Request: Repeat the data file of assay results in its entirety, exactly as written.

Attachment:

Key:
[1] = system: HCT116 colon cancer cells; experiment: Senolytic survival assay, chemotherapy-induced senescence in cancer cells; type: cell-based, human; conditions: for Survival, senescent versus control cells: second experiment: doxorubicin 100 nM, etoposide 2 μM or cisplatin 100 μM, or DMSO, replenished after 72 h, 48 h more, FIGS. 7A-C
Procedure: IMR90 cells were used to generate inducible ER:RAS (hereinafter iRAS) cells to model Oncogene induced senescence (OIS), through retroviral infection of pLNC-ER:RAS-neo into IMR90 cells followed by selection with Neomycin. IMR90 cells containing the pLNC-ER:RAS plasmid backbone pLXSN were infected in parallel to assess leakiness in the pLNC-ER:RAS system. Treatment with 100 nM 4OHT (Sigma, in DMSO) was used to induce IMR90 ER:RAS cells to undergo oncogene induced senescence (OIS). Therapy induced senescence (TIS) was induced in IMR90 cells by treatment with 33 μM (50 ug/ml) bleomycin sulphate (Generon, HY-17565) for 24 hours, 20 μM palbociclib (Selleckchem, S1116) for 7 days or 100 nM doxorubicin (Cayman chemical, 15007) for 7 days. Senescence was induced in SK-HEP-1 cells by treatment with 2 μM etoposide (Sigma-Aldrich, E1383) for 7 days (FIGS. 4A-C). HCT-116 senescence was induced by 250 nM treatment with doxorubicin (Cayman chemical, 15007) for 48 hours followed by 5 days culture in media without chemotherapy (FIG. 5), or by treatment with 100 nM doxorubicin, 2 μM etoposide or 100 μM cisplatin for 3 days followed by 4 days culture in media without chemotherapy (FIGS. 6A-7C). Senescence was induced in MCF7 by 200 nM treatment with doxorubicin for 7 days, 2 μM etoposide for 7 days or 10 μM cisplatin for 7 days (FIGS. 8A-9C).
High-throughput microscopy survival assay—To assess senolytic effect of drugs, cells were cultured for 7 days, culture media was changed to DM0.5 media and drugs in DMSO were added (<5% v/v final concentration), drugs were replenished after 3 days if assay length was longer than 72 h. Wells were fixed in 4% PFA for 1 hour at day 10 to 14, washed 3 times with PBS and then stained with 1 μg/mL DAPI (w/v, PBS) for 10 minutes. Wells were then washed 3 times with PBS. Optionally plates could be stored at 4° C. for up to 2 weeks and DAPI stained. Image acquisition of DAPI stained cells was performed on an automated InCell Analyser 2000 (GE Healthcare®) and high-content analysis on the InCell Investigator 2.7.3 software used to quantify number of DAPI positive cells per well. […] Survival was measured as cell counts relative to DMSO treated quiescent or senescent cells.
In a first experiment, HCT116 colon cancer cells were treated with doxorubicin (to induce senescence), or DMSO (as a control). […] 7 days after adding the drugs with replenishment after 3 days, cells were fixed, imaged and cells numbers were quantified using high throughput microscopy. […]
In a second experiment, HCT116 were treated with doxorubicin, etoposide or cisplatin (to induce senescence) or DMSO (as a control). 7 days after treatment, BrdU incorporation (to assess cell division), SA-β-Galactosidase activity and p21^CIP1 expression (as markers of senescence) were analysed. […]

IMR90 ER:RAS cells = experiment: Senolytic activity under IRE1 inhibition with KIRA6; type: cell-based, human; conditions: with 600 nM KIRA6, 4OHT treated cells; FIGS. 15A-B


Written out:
Key:
[1] = system: HCT116 colon cancer cells; experiment: Senolytic survival assay, chemotherapy-induced senescence in cancer cells; type: cell-based, human; conditions: for Survival, senescent versus control cells: second experiment: doxorubicin 100 nM, etoposide 2 μM or cisplatin 100 μM, or DMSO, replenished after 72 h, 48 h more, FIGS. 7A-C
Procedure: IMR90 cells were used to generate inducible ER:RAS (hereinafter iRAS) cells to model Oncogene induced senescence (OIS), through retroviral infection of pLNC-ER:RAS-neo into IMR90 cells followed by selection with Neomycin. IMR90 cells containing the pLNC-ER:RAS plasmid backbone pLXSN were infected in parallel to assess leakiness in the pLNC-ER:RAS system. Treatment with 100 nM 4OHT (Sigma, in DMSO) was used to induce IMR90 ER:RAS cells to undergo oncogene induced senescence (OIS). Therapy induced senescence (TIS) was induced in IMR90 cells by treatment with 33 μM (50 ug/ml) bleomycin sulphate (Generon, HY-17565) for 24 hours, 20 μM palbociclib (Selleckchem, S1116) for 7 days or 100 nM doxorubicin (Cayman chemical, 15007) for 7 days. Senescence was induced in SK-HEP-1 cells by treatment with 2 μM etoposide (Sigma-Aldrich, E1383) for 7 days (FIGS. 4A-C). HCT-116 senescence was induced by 250 nM treatment with doxorubicin (Cayman chemical, 15007) for 48 hours followed by 5 days culture in media without chemotherapy (FIG. 5), or by treatment with 100 nM doxorubicin, 2 μM etoposide or 100 μM cisplatin for 3 days followed by 4 days culture in media without chemotherapy (FIGS. 6A-7C). Senescence was induced in MCF7 by 200 nM treatment with doxorubicin for 7 days, 2 μM etoposide for 7 days or 10 μM cisplatin for 7 days (FIGS. 8A-9C).
High-throughput microscopy survival assay—To assess senolytic effect of drugs, cells were cultured for 7 days, culture media was changed to DM0.5 media and drugs in DMSO were added (<5% v/v final concentration), drugs were replenished after 3 days if assay length was longer than 72 h. Wells were fixed in 4% PFA for 1 hour at day 10 to 14, washed 3 times with PBS and then stained with 1 μg/mL DAPI (w/v, PBS) for 10 minutes. Wells were then washed 3 times with PBS. Optionally plates could be stored at 4° C. for up to 2 weeks and DAPI stained. Image acquisition of DAPI stained cells was performed on an automated InCell Analyser 2000 (GE Healthcare®) and high-content analysis on the InCell Investigator 2.7.3 software used to quantify number of DAPI positive cells per well. […] Survival was measured as cell counts relative to DMSO treated quiescent or senescent cells.
In a first experiment, HCT116 colon cancer cells were treated with doxorubicin (to induce senescence), or DMSO (as a control). […] 7 days after adding the drugs with replenishment after 3 days, cells were fixed, imaged and cells numbers were quantified using high throughput microscopy. […]
In a second experiment, HCT116 were treated with doxorubicin, etoposide or cisplatin (to induce senescence) or DMSO (as a control). 7 days after treatment, BrdU incorporation (to assess cell division), SA-β-Galactosidase activity and p21^CIP1 expression (as markers of senescence) were analysed. […]

IMR90 ER:RAS cells = experiment: Senolytic activity under IRE1 inhibition with KIRA6; type: cell-based, human; conditions: with 600 nM KIRA6, 4OHT treated cells; FIGS. 15A-B